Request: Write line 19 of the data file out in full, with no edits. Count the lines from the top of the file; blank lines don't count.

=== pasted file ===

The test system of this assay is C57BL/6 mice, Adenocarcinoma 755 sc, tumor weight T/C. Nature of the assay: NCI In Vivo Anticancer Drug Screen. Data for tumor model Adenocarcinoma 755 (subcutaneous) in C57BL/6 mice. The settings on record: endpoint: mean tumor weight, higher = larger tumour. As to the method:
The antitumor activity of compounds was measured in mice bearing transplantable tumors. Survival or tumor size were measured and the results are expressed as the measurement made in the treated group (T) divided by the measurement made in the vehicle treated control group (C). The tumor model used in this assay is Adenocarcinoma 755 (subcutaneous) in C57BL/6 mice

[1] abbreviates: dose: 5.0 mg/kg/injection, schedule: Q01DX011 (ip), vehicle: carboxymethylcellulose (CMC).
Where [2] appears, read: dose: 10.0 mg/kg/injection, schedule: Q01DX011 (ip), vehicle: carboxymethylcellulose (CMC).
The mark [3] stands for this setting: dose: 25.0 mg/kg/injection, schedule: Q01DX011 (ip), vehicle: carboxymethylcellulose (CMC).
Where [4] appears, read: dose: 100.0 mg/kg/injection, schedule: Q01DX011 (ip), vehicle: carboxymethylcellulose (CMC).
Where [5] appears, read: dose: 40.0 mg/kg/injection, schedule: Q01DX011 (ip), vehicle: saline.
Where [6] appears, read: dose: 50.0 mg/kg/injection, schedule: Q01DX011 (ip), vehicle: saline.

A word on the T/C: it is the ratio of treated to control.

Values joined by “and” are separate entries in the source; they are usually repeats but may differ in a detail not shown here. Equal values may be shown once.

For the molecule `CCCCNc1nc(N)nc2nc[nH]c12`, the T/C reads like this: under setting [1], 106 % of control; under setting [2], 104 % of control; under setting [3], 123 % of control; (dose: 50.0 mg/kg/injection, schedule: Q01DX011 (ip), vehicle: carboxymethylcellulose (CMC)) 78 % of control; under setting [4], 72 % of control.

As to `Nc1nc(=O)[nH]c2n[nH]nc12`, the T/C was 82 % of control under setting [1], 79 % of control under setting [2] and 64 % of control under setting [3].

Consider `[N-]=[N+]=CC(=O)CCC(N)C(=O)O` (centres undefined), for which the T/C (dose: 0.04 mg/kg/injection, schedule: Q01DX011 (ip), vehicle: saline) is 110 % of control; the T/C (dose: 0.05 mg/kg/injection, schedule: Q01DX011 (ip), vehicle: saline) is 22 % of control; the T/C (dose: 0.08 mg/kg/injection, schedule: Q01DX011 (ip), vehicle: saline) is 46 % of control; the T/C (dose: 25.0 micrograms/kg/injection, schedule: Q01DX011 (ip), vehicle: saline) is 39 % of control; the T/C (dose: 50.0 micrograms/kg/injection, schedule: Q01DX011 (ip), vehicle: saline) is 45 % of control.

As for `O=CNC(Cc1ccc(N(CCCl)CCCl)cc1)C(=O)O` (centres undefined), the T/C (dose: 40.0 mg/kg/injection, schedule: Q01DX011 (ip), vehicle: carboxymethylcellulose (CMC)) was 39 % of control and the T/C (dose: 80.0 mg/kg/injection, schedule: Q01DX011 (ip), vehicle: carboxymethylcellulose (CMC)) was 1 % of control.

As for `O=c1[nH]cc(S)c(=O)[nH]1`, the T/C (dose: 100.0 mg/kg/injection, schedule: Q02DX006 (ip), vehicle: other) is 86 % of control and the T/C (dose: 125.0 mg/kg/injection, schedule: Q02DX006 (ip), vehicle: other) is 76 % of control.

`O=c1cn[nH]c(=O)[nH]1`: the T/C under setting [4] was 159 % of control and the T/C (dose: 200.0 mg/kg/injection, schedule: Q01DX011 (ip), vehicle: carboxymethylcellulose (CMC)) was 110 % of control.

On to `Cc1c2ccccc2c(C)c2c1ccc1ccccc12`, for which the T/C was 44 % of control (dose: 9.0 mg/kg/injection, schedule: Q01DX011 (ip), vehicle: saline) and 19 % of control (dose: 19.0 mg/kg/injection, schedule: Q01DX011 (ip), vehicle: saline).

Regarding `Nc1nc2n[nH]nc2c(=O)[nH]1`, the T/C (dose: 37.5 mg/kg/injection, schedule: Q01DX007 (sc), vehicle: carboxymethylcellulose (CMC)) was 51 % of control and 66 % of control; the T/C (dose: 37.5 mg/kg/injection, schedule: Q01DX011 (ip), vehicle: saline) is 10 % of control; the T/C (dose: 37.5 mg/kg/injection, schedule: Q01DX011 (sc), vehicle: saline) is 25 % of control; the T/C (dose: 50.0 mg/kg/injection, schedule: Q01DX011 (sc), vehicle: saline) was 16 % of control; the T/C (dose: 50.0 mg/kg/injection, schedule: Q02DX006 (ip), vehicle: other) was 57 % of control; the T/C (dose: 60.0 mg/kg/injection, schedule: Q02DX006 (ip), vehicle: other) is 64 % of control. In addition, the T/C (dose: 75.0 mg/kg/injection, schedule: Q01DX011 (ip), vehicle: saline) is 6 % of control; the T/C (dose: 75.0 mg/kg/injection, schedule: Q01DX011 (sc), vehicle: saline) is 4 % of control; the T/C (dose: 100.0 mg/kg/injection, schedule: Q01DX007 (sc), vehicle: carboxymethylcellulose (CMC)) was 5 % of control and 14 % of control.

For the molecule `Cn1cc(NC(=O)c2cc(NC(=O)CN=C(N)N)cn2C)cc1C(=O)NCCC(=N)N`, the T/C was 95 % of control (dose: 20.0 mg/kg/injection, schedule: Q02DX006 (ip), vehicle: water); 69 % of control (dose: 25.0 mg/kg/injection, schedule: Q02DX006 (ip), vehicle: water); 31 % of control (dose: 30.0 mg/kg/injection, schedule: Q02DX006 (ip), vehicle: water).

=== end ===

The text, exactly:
For the molecule `Cn1cc(NC(=O)c2cc(NC(=O)CN=C(N)N)cn2C)cc1C(=O)NCCC(=N)N`, the T/C was 95 % of control (dose: 20.0 mg/kg/injection, schedule: Q02DX006 (ip), vehicle: water); 69 % of control (dose: 25.0 mg/kg/injection, schedule: Q02DX006 (ip), vehicle: water); 31 % of control (dose: 30.0 mg/kg/injection, schedule: Q02DX006 (ip), vehicle: water).